Ecologic Energy Solutions LLC
48 Union Street, Unit 1A
Stamford CT 06906
203-889-0505 Tel

Q. How Significant is Thermal Bridging through Studs and Rafters?
A. We believe there is a significant advantage to reducing the thermal bridging associated with rafters and studs. One of the advantages of open-cell foam is the ability to virtually fill the rafter bay and eliminate much of the exposed wood surface (closed-cell foam is often cost prohibitive with this approach). Rafters and studs are relatively poor insulators and will contribute to heat loss, convection currents, and a decrease in comfort. Basic temperature gradient calculations can determine the expected temperature of the rafter at any given point (see below). During the winter, the temperature of the rafter will gradually increase towards the interior surface since the r-value of the rafter is the greatest at that point. Therefore, eliminating thermal bridging of the rafter is least important at the interior surface, but increases with importance as you progress towards the exterior sheathing.

For example, filling a 14” rafter cavity with only 6” of closed-cell foam will leave nearly 8” of rafter surface exposed on each side. Additionally, filling the cavity with 4” of closed-cell foam and the remainder with 10” of fiberglass will not fully eliminate the effects of thermal bridging. This is because fiberglass is air-permeable and will not suppress convection currents. There is a misconception that the primary benefit of spray foam is stopping air leakage – this is only a fraction of the benefit. Spray foam inhibits convention currents – maintaining constant R-value and preventing air-movement within the cavity. Nevertheless, spray foam significantly outperforms fiberglass even in an air-tight building assembly because of its ability to suppress convection currents, maintain r-value and limit conduction. This is precisely why modern Energy Star refrigerators filled with foam use half the energy of older models filled with higher r-value fiberglass. Similarly, by nearly filling a cavity completely with foam, we are mimicking the benefits of SIPs (structural insulated panels) – little thermal bridging, no convection currents, constant R-value.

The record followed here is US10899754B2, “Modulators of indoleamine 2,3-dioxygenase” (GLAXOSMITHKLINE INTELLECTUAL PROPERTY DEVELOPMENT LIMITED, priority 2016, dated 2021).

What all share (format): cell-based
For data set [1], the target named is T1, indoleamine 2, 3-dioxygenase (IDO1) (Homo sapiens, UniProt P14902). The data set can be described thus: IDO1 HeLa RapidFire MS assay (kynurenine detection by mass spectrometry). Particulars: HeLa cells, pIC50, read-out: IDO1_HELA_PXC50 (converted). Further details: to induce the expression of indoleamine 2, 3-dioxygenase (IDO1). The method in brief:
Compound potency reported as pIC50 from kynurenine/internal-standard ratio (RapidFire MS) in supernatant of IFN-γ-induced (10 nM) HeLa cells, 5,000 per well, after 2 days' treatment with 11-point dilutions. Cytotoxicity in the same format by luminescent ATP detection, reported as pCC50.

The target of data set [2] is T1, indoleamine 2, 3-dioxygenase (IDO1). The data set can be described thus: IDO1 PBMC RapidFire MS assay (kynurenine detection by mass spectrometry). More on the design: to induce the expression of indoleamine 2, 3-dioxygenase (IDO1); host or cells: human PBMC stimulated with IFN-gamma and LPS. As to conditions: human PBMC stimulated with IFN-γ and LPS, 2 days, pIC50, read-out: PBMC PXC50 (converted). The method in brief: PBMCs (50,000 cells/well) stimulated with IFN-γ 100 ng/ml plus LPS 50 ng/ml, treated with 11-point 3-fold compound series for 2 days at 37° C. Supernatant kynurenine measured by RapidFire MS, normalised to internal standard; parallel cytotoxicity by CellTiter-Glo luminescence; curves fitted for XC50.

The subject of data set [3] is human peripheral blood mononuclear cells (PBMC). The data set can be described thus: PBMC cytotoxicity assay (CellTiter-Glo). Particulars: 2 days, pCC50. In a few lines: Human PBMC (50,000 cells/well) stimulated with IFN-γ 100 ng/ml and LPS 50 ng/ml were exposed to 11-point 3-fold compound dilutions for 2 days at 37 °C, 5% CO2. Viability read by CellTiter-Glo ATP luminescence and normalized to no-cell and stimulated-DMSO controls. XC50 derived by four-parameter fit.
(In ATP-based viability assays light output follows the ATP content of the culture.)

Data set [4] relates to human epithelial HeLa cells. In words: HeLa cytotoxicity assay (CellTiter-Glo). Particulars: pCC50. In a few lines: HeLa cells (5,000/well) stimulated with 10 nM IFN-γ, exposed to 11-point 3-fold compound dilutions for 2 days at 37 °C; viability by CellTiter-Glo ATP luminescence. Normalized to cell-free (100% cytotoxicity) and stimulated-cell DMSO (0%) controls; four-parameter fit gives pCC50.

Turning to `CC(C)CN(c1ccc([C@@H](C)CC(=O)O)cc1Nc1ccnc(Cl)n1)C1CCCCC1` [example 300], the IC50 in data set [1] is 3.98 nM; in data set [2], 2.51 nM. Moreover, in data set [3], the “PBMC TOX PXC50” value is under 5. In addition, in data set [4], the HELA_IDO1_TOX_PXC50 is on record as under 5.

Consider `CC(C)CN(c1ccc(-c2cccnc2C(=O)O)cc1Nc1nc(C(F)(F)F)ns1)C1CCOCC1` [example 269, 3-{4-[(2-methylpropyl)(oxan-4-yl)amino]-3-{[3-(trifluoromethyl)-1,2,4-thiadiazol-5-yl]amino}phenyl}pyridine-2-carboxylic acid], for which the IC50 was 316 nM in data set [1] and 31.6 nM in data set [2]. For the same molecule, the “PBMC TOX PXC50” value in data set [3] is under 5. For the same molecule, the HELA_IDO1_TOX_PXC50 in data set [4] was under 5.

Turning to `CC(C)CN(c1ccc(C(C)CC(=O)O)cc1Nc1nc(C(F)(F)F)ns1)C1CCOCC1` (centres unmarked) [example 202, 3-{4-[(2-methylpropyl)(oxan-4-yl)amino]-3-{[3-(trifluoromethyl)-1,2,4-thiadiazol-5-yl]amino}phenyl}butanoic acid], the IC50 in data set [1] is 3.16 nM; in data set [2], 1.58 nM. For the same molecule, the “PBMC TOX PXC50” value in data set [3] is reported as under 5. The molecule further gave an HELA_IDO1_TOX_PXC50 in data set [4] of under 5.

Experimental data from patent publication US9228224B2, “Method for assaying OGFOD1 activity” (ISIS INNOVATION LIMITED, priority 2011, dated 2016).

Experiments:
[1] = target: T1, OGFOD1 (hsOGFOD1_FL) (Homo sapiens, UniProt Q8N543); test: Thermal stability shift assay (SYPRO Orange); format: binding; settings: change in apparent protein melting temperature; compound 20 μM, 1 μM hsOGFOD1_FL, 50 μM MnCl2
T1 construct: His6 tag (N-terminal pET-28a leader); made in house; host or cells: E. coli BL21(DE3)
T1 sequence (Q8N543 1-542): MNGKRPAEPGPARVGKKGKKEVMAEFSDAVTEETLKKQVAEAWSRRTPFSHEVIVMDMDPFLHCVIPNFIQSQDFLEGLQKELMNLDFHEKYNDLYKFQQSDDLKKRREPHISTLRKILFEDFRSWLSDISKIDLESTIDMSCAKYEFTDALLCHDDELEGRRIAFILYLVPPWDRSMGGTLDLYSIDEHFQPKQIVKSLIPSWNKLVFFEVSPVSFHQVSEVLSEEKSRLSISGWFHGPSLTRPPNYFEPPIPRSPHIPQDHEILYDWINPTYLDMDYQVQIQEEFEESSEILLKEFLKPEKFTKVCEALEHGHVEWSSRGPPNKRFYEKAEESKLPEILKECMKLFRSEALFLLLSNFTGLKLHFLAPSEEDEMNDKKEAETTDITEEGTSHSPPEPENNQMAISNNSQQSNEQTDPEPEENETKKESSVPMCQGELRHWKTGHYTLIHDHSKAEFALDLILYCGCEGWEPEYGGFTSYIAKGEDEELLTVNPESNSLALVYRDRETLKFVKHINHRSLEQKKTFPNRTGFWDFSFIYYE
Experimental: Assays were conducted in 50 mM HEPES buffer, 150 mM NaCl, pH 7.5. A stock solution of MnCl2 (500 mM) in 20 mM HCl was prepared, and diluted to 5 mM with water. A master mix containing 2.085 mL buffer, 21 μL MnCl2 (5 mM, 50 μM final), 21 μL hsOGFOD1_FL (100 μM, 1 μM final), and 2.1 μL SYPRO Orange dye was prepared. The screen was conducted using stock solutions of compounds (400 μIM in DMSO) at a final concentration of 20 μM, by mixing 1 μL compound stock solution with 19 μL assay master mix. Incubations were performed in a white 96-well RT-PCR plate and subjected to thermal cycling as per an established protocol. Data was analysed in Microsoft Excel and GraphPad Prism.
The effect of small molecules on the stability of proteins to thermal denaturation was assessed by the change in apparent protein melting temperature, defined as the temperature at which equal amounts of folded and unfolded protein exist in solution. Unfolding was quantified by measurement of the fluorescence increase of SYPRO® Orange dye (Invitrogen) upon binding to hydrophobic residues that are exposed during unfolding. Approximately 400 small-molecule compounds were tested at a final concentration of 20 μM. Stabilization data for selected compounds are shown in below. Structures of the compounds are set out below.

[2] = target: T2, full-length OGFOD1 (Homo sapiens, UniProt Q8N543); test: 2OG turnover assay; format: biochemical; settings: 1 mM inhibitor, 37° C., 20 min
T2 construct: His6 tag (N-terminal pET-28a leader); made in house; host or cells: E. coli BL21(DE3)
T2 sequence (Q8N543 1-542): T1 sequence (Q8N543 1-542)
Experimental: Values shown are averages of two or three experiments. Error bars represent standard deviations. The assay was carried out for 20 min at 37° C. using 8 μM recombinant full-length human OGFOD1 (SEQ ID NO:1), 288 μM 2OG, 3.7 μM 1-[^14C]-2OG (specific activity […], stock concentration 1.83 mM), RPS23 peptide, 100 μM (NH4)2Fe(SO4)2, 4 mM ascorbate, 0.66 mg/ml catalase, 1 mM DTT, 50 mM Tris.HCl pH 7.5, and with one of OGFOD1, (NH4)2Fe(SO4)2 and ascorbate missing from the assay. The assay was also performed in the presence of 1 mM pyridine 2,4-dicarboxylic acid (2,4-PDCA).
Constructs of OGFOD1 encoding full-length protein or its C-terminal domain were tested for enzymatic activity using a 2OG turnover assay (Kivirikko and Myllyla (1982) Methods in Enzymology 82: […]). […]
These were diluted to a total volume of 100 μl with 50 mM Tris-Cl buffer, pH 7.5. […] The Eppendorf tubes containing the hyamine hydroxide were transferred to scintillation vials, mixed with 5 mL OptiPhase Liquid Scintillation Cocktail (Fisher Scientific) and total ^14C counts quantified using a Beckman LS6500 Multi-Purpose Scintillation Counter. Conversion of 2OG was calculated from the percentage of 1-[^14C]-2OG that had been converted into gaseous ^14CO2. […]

The diagram and calculations below exhibit the temperature gradient of a 2×14” rafter to demonstrate the heat loss and thermal bridging effects of a rafter at any given point:

The chart above demonstrates the temperature of the 14” rafter at various intervals assuming a 72°F interior temperature and a 20°F exterior temperature. The rafter surface area influences heat transfer in the same manner as radiator fins. The more surface area exposed the more thermal bridging taking place. If the rafter were completely exposed, the average temperature of the rafter would be 46.5°F. If the rafter were filled with 4” of foam, the remaining 10” of exposed rafter would yield an average temperature of 53.2°F. Conversely, if the rafter were filled with 12” of foam, the average temperature of the exposed rafter would now be 66.61°F, thus eliminating the majority of the radiator effect.

With a few more calculations, you can extrapolate the total BTU heat loss associated with the total exposed rafter surfaces. These calculations are limited to the conduction mode of heat transfer; they do not take into consideration the heat transfer through convection and radiation which will further add to heat loss from the exposed rafter area.

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